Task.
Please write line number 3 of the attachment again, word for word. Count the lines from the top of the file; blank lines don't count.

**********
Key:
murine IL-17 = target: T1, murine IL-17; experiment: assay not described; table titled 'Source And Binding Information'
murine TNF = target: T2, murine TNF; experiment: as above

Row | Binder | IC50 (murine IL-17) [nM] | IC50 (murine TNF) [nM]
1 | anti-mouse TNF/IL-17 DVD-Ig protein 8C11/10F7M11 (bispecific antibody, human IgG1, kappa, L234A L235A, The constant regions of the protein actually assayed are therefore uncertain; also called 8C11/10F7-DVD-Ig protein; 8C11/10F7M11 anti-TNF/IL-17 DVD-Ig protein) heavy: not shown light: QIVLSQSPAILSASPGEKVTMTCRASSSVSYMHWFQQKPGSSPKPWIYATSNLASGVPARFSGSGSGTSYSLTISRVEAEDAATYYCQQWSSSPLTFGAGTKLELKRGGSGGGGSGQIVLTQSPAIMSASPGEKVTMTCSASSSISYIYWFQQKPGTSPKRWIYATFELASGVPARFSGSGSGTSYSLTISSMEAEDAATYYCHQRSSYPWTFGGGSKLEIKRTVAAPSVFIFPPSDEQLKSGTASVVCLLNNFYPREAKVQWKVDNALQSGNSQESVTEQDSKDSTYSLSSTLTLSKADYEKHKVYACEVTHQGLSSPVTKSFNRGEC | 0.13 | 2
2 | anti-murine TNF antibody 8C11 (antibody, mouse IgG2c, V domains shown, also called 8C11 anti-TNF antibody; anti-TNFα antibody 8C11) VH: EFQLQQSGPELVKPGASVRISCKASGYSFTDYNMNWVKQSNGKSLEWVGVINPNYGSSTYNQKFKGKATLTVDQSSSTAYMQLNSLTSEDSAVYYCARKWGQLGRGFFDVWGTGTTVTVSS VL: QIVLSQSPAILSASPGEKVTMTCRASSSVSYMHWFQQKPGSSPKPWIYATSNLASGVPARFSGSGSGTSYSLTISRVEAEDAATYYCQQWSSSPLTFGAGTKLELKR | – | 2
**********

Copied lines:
murine TNF = target: T2, murine TNF; experiment: as above